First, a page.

Louisville, Kentucky-based Kindred Healthcare is offering a $10,000 signing bonus for each of five registered nurse (RN) positions in the Louisville area listed on its job website.
The high signing bonus, first reported by Louisville Business First on Friday, is also available to RNs in California, New Mexico, Missouri, Colorado and Georgia, Kindred’s job site indicates. The bonuses for RNs range between $2,000 and $10,000 in multiple markets.
“Kindred’s Sign-on-Bonus is an investment in our clinicians, and displays a commitment to their career growth and longevity with our organization,” Kindred Senior Vice President of Marketing and Communications Susan Moss said in an emailed statement to Louisville Business First.
Kindred faces an increasing need for RNs to keep pace with the growth of the health care industry, Moss noted. Data from the U.S. Bureau of Labor Statistics show there will be about 1.1 million RN vacancies in the U.S. due to retirements and new growth between 2014 and 2022.
Though Kindred is in the midst of a planned exit from the skilled nursing industry, the move could provide a template for SNF providers facing a similar staffing squeeze — and the problem extends far beyond just one company or care sector.
Louisville’s health care economy alone will need to fill about 2,500 new RN positions by 2024, data from KentuckianaWorks’ Kentuckiana Occupational Outlook tool showed.
A minimum of an associate’s degree in nursing and active state license is required for all but one of the five positions in Louisville on Kindred’s job website, Louisville Business First noted.
A red flag?
“Sign-on bonuses … can be great, but pay attention to retention,” Kimberly Nolet, research manager at the University of Wisconsin at Madison Center for Aging Research and Education, said at the LeadingAge conference last week in New Orleans. “That sign-on bonus is not going to keep them in the long-term, and the message that it often sends is, we’re desperate, and you’re going to come into an organization where we’re desperate for people, and we can’t keep people and that’s why we’re offering a sign-on bonus.”
Providers, however, are in a difficult time, and she does not want to single out any particular company’s strategy for praise or criticism, Nolet said in an email to Skilled Nursing News. Sign-on bonuses can be a way of mitigating some of the stress around recruitment.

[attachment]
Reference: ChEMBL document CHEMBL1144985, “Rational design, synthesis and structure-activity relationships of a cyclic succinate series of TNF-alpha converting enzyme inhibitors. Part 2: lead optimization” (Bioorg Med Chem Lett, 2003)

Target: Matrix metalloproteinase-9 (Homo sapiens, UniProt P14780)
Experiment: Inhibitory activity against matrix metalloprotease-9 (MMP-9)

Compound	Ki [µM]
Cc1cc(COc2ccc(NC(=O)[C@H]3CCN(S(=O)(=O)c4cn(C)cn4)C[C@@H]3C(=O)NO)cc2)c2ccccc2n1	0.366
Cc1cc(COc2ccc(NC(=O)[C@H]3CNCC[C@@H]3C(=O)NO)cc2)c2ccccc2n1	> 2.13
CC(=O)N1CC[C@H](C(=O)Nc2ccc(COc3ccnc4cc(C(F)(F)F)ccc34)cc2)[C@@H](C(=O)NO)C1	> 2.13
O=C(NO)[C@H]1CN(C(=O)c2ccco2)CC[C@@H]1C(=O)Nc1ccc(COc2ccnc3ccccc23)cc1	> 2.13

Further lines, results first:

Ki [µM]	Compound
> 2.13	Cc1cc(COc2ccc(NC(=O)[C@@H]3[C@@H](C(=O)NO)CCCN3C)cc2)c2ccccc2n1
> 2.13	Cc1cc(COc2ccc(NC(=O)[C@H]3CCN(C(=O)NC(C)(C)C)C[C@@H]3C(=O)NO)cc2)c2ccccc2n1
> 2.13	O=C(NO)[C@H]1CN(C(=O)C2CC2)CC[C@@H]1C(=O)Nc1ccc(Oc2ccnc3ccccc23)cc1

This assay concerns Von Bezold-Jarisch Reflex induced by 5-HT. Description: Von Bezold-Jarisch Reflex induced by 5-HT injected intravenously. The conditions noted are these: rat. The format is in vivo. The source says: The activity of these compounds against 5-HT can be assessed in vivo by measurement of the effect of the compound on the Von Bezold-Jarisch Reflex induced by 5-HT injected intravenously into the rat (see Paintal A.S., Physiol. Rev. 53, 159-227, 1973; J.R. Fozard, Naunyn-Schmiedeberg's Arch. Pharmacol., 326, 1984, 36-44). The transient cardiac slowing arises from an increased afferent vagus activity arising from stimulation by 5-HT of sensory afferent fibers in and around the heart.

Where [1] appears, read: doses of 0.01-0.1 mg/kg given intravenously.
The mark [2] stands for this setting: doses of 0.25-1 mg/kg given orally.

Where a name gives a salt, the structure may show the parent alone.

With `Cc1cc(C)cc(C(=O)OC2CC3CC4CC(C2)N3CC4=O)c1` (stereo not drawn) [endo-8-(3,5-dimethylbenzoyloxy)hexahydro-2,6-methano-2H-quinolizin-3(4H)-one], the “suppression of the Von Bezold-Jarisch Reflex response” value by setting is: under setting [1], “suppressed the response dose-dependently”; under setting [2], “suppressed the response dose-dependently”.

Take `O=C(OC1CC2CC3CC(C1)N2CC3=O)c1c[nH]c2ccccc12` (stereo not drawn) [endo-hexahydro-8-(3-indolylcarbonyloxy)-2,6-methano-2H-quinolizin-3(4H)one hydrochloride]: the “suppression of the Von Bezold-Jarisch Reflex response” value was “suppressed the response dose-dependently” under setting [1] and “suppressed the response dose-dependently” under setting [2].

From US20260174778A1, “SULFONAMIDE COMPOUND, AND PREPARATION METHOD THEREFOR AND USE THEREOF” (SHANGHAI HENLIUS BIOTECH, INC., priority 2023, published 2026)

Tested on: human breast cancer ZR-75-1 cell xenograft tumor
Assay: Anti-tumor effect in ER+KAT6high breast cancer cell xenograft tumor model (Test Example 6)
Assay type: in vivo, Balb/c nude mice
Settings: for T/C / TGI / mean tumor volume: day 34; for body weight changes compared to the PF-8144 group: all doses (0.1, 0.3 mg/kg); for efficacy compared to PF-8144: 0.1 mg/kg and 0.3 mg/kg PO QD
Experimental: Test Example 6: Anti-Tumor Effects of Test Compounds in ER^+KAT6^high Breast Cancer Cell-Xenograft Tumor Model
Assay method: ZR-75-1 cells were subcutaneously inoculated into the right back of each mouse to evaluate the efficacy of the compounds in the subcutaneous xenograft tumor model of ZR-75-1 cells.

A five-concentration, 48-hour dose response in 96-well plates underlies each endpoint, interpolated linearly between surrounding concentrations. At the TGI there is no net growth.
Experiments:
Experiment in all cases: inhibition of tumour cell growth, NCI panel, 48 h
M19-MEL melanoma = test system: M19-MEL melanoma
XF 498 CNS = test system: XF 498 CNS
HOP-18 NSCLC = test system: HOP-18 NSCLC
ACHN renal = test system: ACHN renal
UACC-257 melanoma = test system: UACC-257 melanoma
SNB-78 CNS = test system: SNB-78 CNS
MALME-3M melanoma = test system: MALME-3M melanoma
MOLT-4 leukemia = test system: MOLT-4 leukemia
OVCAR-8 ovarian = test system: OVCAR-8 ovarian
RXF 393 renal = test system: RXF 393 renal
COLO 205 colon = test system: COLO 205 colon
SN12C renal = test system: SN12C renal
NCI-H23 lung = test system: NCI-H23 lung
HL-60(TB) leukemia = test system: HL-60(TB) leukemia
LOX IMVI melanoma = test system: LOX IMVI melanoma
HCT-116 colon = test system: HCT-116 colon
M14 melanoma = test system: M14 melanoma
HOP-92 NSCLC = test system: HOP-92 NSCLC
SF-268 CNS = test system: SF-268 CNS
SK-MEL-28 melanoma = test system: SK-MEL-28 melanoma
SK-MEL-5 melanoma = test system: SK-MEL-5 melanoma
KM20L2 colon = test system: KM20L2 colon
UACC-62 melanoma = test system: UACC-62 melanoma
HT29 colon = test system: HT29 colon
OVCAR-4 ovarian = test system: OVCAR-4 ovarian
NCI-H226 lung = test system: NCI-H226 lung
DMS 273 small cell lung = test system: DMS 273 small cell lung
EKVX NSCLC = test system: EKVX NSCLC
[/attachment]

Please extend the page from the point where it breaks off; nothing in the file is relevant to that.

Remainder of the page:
“Signing bonuses can be an effective tool to recruit people in to high-demand jobs, particularly nurses that might have student loans to repay,” she explained in the email. “But we talk to our graduates about also looking at the big picture, so they can stay in a job they love.”
Connecting recruitment bonuses to retention can be a positive for everyone, with both employee and employer becoming vested in making the employee want to remain, Nolet added. Building a positive work environment for nurses, with a strong orientation program, supportive colleagues, nurse-led quality improvement initiatives and professional development opportunities, will help in hiring and retaining nurses, she said.
Mark Heaney, Principal at DTRT Health Advisors and former president and CEO of Addus HomeCare (Nasdaq: ADUS), echoes this assessment.
“The nurses that work in the industry wouldn’t see it as a red flag as much as they see it as a recruitment tool,” he told SNN.
“Organizations tend to use it market-to-market, depending on the nurse therapist professionals that they seek,” he added, noting signing bonuses can also indicate to applicants that the company is successful and growing faster than its ability to recruit.
But the focus should not be on using signing bonuses as a long-term solution to the high demand for RNs, Heaney emphasized.
“If I have a great recruitment program, focused on making this the best place to work for the employee, I don’t have to do signing bonuses,” he explained.
Kindred has also noted the importance of employee engagement in recruiting, for instance by offering on-the-spot, drop-in interviews without the need for a resume or appointment schedule.
“Don’t forget some of the low-tech stuff, because that works, too,” Kindred Senior Vice President of Human Resources Jeff Jasnoff said at a recent HR conference in Chicago.
Written by Maggie Flynn